The mechanical disc brake according to the present invention is arranged in the aforesaid manner. Accordingly, when the brake is applied, the input shaft 8 and the nut 19 will rotate integrally, such that the automatic adjusting action may not be affected even if there is caused a deformation in the caliper housing 1 or even if there is caused a change in the operating force of the operating lever 14. This brings about a stable automatic adjusting action.

In addition, the arrangement in which the operating lever 14 and the input shaft 8 integral therewith advance together results in reduction in the number of parts to be incorporated, and yet presents long lasting durability and improved economy, as compared with the conventional disc brakes.

FIGS. 5 and 6 show modifications of the embodiment in FIGS. 1 to 4, in which similar parts are designated by the same reference numerals.

Referring to FIGS. 5 and 6, shown at 31 is a second hole defined in the body 1 in a direction perpendicular to those of the holes 4 and 7.

Represented by the reference numeral 8 is an input shaft, while a flange portion 8a thereof is formed integrally with a projecting portion 8a extending into the hole 31 of the aforesaid second hole 31.

Shown at 32 is a cable which is secured by way of a coupling member 33 to the projecting portion 8a for the purpose of transmitting the operational force from outside of the body through the second hole 31 to the input shaft 8. This cable 32 is guided by an outer cable 34, supporting member 35, a cover 36 and a nut 37. Shown at 38 is a return spring mounted between the coupling member 33 and a supporting member 35, and at 39 a boot which is adapted to prevent dust from its entering the second hole 31.

Duplicate description is avoided as to this embodiment, because the other portions thereof than those described are the same in construction and in operation as those shown in FIGS. 1 to 4.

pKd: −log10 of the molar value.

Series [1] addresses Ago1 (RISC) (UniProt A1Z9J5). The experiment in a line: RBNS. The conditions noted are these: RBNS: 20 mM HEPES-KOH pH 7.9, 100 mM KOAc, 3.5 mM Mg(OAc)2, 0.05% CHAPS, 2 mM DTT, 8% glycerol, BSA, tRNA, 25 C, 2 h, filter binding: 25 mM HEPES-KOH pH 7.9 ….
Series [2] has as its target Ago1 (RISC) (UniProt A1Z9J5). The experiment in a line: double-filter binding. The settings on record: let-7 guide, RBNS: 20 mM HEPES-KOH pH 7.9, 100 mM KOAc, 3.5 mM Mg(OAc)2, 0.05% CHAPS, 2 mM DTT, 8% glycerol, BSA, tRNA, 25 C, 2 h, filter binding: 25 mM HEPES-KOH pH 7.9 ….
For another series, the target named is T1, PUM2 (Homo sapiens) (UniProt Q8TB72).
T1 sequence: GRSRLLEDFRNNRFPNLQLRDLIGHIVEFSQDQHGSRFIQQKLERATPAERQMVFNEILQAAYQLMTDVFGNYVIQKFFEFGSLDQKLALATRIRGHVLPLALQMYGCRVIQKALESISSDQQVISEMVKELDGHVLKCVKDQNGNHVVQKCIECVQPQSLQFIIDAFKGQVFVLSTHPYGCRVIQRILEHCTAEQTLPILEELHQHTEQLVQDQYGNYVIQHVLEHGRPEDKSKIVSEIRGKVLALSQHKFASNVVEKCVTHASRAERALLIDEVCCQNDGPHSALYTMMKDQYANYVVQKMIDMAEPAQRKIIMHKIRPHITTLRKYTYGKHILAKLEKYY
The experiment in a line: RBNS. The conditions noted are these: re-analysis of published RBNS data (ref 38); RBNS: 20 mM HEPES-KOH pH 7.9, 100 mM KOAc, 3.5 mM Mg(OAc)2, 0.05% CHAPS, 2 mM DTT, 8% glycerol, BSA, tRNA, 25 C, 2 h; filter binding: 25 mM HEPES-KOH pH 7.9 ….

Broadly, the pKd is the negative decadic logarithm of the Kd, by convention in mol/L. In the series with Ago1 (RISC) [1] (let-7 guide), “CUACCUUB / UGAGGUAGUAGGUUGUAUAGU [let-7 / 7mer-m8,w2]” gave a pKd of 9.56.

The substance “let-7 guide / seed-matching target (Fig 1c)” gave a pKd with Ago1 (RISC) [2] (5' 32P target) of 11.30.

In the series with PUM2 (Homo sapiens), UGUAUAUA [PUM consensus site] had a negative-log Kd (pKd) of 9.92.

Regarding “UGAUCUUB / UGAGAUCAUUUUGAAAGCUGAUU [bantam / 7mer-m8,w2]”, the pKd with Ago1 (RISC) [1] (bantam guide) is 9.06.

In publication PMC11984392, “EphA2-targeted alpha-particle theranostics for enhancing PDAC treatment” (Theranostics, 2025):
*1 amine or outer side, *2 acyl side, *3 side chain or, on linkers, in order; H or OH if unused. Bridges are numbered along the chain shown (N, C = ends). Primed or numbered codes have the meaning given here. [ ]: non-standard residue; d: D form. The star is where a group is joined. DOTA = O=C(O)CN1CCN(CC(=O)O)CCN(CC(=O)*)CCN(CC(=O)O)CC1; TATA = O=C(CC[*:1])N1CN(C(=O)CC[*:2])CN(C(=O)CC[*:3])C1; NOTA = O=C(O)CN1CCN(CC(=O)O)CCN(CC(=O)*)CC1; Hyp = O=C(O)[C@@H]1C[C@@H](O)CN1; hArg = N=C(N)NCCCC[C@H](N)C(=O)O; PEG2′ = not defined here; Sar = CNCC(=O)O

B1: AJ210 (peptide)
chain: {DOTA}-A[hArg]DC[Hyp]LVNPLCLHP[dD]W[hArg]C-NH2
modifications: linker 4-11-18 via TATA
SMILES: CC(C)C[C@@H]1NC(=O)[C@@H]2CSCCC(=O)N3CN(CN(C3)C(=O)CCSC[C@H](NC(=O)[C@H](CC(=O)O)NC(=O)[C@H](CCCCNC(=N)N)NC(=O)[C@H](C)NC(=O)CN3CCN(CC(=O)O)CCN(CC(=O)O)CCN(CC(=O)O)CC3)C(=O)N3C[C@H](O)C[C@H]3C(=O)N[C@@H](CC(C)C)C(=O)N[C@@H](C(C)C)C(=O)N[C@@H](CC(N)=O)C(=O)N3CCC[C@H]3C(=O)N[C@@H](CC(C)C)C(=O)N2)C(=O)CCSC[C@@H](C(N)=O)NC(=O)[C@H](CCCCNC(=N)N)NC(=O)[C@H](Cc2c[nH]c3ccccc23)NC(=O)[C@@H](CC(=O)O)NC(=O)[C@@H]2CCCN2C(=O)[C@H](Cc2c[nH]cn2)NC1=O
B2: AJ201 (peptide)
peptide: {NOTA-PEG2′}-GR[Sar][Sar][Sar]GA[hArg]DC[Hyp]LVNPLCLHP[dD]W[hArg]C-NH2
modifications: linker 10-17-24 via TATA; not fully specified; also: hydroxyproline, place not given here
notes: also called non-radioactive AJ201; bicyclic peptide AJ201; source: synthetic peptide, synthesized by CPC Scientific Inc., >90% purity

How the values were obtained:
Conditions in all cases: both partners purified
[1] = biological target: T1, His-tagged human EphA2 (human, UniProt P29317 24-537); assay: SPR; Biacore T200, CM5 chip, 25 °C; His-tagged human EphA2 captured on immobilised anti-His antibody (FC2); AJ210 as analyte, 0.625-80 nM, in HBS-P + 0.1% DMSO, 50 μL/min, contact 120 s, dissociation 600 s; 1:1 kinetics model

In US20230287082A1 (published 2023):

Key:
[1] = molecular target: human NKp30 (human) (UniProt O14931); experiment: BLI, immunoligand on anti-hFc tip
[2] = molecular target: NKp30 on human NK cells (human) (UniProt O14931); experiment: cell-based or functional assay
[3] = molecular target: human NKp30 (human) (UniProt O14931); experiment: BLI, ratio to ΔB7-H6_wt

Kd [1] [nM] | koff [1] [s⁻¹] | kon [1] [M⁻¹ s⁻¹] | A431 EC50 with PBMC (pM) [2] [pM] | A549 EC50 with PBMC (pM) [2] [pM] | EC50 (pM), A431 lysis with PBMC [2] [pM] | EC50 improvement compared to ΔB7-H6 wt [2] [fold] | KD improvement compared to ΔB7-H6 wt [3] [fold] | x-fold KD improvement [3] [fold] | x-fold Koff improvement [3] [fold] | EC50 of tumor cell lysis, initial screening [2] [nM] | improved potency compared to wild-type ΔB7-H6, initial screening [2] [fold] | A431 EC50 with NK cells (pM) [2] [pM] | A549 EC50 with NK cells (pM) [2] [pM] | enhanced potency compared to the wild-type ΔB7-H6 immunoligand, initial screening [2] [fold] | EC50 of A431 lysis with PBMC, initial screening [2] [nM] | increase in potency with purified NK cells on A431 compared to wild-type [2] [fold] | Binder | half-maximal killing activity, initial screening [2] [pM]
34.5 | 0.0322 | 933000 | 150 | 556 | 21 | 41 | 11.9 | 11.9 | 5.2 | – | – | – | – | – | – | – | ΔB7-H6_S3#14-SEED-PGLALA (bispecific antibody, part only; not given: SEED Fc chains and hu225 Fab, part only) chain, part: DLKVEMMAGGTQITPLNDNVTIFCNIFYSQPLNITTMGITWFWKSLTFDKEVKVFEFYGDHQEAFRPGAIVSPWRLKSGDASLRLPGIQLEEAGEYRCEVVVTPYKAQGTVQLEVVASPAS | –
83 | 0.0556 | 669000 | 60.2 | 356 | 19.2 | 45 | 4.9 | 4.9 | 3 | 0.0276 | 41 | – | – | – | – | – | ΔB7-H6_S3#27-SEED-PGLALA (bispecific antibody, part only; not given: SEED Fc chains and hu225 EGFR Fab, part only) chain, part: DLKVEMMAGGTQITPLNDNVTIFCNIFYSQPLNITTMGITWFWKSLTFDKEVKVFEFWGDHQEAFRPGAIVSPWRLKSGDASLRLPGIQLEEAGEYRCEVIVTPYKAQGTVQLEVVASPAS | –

The disc brake of the invention is completely housed in the body thereof, with the operating cable only remaining projected, whereby it may not be damaged due to stone or the like hitting same. In addition, the construction of the disc brake of the invention is compact in construction.

What is claimed is:

l. A disc brake comprising a housing having an axially stepped bore for receiving an input shaft, a bolt and a nut, said input shaft receiving an input force as a torque around the longitudinal axis thereof and moving rotatinally and axially by means disposed between said housing said input shaft for converting a portion of the torque into an axial thrust, said bolt having one end axially slidably engaged with the input shaft and the other end abutting a friction pad, said nut having screwthreads engaging said bolt and receiving said axial thrust from the input shaft and when a clamping force between the input shaft and the nut exceeds a predetermined value, rotating with said input shaft, and a ratchet mechanism being disposed between said input shaft and the nut for unidirectionally rotating the nut with the input shaft, characterized in that said bolt and said input shaft are connected by a member, one end of which has parallel opposing axially extending surfaces for slidably engaging an axial slot formed in said bolt, and the other end extending axially through a bore formed in said input shaft and being releasably secured thereto by means of a nut engaging said member.